Another sign and sight of Autumn is the way that our resident Jays become much more obvious. They are frequently seen and heard while foraging for acorns and caching them in the fields. There was no sign of either the Marsh harrier or the Merlin that had been seen on Wednesday. The Merlin tends to overlap with the Hobby by two or three weeks, so despite the current abundance of dragonflies they will soon be off.
Still no Stonechats but I am still hopeful.

Tuesday, 11 September 2012

Saturday 8th September

If you missed Pete talking to BBC Radio Oxfords Jon Briggs about an autumnal
Otmoor this morning you are able to listen again through the BBC iplayer here
It's about 52 mins in to the show.

Monday, 3 September 2012

Saturday and Sunday 1st and 2nd September

Wheatear between the screens (c) Bark

The same

Large Dragonfly ovipositing....Brown Hawker??? (c) Bark

These boots are made for walking!!

Long Meadow Redstart (c) Badger

Another (c) Badger

Reedbed Whinchat (c) Badger

Eclipse Garganey(c) Badger
Another great weekend on the moor,but without the scarcer raptors of last week.
Autumn passage is now well under way and increasing numbers of waders are beginning to move through. There were still at least ten Green Sandpipers present over the whole weekend. On Sunday a Sparrowhawk made a low stealthy approach to the muddy areas out from the first screen and almost succeeded in grabbing one. In doing so it made them easy to count as they flushed noisily. Two Greenshanks, two Redshanks and a Ruff were seen flying over the Ashgrave scrape/lagoon on both days. Lapwing numbers are continuing to build and at least two hundred were seen coming in from the north. Different parties of Snipe could be seen from time to time, as passing raptors caused them to flush, groups of over twenty individuals were common. In the hedgerow along the path between the two screens there were Whinchats present on both days and Wheatears on Saturday. At least six Redstarts were present on Saturday morning. Kingfishers are now being seen regularly on the perches in front of both screens and Water Rails are often picked up pottering about on the reedy edges visible from the first screen. On Saturday an eclipse Garganey was present in the same area.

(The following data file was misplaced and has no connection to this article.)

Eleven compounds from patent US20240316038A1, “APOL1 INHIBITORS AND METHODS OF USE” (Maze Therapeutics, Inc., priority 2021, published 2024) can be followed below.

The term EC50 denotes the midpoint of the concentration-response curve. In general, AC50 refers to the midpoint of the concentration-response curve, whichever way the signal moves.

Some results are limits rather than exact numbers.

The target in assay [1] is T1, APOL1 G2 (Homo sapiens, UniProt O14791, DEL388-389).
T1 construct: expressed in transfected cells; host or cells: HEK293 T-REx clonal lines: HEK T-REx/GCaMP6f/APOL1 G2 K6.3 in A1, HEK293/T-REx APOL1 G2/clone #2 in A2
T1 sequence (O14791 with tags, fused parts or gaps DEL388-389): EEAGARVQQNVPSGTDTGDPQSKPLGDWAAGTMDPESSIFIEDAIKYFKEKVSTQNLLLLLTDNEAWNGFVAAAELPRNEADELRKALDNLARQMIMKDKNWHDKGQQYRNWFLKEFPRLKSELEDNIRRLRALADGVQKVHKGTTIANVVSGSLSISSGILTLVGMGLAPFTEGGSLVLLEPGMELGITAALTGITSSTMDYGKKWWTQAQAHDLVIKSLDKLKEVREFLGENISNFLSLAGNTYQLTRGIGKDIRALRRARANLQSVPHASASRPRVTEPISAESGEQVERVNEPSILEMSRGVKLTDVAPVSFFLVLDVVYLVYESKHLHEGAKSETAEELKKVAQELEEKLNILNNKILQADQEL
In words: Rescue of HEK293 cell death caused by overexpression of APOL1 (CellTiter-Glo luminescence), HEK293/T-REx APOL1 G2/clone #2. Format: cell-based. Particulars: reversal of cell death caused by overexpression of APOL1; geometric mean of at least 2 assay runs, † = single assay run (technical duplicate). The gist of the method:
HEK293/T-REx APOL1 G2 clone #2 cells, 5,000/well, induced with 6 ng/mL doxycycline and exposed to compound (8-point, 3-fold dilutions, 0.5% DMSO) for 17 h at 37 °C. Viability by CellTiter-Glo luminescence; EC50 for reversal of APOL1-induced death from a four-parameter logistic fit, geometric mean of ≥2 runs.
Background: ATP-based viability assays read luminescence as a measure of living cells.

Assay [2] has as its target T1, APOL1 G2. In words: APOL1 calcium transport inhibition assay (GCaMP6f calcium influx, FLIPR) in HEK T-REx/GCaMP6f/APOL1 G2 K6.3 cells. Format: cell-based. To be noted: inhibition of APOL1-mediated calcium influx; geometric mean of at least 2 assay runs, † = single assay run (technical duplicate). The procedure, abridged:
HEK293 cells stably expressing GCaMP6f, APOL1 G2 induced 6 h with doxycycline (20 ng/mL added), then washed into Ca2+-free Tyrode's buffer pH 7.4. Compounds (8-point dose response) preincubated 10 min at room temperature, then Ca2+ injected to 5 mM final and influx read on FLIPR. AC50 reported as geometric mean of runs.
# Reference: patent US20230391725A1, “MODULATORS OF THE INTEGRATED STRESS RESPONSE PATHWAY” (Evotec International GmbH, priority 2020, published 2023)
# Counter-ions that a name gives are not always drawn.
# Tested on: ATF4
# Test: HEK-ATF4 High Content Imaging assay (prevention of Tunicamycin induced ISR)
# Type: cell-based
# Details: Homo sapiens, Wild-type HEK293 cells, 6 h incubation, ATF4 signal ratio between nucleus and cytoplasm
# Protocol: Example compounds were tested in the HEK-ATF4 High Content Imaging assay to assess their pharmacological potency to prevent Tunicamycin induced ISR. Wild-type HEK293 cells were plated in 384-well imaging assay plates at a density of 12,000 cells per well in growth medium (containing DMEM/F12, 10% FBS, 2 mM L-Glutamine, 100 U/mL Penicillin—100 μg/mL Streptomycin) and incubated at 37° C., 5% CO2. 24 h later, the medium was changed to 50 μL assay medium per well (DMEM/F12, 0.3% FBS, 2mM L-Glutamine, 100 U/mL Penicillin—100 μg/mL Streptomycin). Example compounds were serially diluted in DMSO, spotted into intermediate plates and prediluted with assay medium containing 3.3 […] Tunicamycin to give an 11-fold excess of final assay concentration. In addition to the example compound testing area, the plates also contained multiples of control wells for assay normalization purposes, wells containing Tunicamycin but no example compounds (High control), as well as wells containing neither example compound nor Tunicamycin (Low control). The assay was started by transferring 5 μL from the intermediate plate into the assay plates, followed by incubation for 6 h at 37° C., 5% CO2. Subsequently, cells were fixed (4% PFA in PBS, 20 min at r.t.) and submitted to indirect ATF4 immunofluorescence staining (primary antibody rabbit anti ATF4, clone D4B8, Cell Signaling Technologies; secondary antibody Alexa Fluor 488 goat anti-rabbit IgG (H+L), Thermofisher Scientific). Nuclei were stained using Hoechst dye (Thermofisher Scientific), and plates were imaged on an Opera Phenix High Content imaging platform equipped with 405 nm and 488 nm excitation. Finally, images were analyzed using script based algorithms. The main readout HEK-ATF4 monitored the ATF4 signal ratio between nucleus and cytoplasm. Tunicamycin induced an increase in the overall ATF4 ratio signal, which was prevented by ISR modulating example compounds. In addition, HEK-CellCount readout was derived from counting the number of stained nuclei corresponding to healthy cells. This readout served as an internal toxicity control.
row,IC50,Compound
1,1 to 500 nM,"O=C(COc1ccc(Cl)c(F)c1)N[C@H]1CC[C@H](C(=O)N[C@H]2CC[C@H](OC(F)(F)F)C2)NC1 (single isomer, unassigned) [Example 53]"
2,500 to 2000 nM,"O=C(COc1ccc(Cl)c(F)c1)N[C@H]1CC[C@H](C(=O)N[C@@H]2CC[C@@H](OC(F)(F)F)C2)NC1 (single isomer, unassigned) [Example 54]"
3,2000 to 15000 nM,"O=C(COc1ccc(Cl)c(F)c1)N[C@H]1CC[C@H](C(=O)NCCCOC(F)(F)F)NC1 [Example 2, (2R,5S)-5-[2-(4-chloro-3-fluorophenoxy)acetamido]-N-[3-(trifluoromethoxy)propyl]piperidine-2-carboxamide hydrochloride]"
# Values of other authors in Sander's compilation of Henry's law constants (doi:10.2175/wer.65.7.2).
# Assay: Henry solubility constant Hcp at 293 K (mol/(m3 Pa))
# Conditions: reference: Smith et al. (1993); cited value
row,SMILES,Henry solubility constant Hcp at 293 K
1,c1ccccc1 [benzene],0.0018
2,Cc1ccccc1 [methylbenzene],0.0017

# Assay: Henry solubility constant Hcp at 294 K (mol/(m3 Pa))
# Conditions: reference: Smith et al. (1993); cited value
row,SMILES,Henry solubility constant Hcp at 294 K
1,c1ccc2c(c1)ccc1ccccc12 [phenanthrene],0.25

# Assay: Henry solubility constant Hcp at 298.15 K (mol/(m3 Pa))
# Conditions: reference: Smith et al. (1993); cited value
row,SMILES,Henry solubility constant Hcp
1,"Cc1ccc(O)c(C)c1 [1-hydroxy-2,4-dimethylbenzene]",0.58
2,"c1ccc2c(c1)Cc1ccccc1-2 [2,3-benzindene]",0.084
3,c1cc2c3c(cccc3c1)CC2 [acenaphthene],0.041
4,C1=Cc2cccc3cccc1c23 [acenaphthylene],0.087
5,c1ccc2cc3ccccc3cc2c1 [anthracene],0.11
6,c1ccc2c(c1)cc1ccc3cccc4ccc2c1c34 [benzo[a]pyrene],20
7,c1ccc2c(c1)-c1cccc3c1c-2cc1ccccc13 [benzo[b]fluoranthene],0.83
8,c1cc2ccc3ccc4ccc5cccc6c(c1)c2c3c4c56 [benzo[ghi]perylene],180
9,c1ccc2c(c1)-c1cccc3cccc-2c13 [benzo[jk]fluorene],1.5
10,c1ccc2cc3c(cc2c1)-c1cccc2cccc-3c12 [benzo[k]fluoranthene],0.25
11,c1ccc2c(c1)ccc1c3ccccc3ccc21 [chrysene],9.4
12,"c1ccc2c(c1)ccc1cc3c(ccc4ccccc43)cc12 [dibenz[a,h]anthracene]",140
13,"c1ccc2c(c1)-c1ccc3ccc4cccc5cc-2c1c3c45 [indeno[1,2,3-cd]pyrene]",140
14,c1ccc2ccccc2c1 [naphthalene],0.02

By ‘scoping from the footpath on the western edge of Ashgrave it is possible, with patience, to scan parts of the Ashgrave lagoon. As well as a large number of Black Headed Gulls there were two immature Lesser Black Backs and a slightly larger immature Yellow-legged Gull, a first for the year. Also of note among the commoner ducks were a female Mandarin, six early Wigeon and over twenty Shoveller. At least six Little Grebes could be made out, two pairs of which were feeding young. At least twenty five Gadwall were on the Northern lagoon in front of the second screen.
Little Egrets are ubiquitous, as are Grey Herons,which are so often taken for granted and barely noticed. With water levels good as we move into autumn, we can anticipate winter wildfowl with more confidence that was possible this time last year.

Fly-by snipe